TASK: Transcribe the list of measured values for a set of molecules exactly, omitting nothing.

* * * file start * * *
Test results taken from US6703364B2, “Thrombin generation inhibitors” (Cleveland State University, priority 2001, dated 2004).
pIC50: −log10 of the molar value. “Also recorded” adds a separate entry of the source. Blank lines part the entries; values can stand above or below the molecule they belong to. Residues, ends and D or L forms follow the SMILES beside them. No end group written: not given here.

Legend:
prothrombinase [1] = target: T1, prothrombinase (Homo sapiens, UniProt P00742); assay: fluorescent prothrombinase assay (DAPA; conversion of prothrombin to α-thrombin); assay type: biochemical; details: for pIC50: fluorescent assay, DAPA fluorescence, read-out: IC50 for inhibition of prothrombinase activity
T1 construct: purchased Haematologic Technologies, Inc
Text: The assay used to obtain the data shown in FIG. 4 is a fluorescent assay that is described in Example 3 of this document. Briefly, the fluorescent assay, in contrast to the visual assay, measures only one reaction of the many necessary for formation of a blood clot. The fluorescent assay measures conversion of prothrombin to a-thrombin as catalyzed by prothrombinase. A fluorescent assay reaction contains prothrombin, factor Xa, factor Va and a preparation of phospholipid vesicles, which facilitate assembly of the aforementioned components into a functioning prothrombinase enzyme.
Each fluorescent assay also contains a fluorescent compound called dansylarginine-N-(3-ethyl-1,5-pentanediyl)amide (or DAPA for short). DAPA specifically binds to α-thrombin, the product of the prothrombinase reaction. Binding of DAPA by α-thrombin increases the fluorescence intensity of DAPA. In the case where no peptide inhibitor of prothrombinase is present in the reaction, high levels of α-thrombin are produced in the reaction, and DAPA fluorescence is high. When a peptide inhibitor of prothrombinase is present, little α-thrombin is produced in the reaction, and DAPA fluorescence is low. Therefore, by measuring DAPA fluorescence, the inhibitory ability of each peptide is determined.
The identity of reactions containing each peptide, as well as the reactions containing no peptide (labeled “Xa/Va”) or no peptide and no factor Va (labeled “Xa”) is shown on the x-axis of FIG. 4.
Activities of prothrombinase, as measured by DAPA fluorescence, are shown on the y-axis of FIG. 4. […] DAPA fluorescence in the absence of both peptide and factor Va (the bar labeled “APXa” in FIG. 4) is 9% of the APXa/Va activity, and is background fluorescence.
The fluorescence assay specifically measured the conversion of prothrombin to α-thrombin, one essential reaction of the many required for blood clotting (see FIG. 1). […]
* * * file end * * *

Test results taken from US6703364B2, “Thrombin generation inhibitors” (Cleveland State University, priority 2001, dated 2004).
pIC50: −log10 of the molar value. “Also recorded” adds a separate entry of the source. Blank lines part the entries; values can stand above or below the molecule they belong to. Residues, ends and D or L forms follow the SMILES beside them. No end group written: not given here.

Legend:
prothrombinase [1] = target: T1, prothrombinase (Homo sapiens, UniProt P00742); assay: fluorescent prothrombinase assay (DAPA; conversion of prothrombin to α-thrombin); assay type: biochemical; details: for pIC50: fluorescent assay, DAPA fluorescence, read-out: IC50 for inhibition of prothrombinase activity
T1 construct: purchased Haematologic Technologies, Inc
Text: The assay used to obtain the data shown in FIG. 4 is a fluorescent assay that is described in Example 3 of this document. Briefly, the fluorescent assay, in contrast to the visual assay, measures only one reaction of the many necessary for formation of a blood clot. The fluorescent assay measures conversion of prothrombin to a-thrombin as catalyzed by prothrombinase. A fluorescent assay reaction contains prothrombin, factor Xa, factor Va and a preparation of phospholipid vesicles, which facilitate assembly of the aforementioned components into a functioning prothrombinase enzyme.
Each fluorescent assay also contains a fluorescent compound called dansylarginine-N-(3-ethyl-1,5-pentanediyl)amide (or DAPA for short). DAPA specifically binds to α-thrombin, the product of the prothrombinase reaction. Binding of DAPA by α-thrombin increases the fluorescence intensity of DAPA. In the case where no peptide inhibitor of prothrombinase is present in the reaction, high levels of α-thrombin are produced in the reaction, and DAPA fluorescence is high. When a peptide inhibitor of prothrombinase is present, little α-thrombin is produced in the reaction, and DAPA fluorescence is low. Therefore, by measuring DAPA fluorescence, the inhibitory ability of each peptide is determined.
The identity of reactions containing each peptide, as well as the reactions containing no peptide (labeled “Xa/Va”) or no peptide and no factor Va (labeled “Xa”) is shown on the x-axis of FIG. 4.
Activities of prothrombinase, as measured by DAPA fluorescence, are shown on the y-axis of FIG. 4. […] DAPA fluorescence in the absence of both peptide and factor Va (the bar labeled “APXa” in FIG. 4) is 9% of the APXa/Va activity, and is background fluorescence.
The fluorescence assay specifically measured the conversion of prothrombin to α-thrombin, one essential reaction of the many required for blood clotting (see FIG. 1). […]